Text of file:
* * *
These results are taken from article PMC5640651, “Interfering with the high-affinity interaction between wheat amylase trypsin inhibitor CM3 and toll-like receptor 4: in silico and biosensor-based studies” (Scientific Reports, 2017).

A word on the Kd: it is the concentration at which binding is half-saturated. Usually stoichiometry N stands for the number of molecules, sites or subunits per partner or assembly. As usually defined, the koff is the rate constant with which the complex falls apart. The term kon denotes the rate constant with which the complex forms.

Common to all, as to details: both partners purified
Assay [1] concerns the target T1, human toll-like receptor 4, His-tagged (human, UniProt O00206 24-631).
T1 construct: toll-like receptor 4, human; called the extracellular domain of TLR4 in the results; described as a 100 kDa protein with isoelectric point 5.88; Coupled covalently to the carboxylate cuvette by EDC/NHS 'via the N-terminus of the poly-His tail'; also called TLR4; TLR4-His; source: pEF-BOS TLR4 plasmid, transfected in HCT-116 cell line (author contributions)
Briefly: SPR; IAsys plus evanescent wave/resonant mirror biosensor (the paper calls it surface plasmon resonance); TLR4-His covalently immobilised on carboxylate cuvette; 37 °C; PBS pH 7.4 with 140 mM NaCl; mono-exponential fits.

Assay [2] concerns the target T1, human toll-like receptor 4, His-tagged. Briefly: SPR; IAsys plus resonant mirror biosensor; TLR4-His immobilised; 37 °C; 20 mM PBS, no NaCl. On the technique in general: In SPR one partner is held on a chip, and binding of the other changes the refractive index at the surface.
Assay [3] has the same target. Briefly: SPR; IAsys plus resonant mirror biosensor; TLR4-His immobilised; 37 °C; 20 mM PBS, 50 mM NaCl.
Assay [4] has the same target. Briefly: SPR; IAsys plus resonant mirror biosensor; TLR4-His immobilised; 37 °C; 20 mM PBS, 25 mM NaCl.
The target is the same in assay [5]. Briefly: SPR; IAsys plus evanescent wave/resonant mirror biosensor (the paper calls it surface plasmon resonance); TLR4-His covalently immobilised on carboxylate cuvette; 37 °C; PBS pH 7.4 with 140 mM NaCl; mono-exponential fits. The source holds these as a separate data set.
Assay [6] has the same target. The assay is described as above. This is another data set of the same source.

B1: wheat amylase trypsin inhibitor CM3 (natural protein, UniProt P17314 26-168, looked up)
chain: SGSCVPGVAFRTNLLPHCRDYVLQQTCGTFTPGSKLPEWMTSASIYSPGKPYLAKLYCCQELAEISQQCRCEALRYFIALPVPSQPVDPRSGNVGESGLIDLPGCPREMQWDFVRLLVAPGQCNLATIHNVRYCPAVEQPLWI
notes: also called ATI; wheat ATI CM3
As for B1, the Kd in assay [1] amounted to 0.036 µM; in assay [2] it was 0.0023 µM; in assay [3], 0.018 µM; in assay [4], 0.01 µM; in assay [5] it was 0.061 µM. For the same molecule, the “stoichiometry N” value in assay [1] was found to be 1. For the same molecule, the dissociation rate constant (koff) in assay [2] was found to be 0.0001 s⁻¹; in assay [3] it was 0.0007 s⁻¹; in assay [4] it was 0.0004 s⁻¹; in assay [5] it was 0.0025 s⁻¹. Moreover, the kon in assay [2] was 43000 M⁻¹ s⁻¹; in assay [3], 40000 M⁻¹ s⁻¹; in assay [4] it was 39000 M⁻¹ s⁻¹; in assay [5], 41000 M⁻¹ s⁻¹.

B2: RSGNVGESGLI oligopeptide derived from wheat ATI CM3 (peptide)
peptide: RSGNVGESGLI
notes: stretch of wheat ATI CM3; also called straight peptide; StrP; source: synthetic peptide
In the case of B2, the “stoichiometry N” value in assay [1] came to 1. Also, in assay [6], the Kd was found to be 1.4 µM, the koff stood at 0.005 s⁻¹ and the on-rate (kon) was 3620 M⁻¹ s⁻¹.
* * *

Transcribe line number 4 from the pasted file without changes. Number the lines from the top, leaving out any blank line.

Assay [1] concerns the target T1, human toll-like receptor 4, His-tagged (human, UniProt O00206 24-631).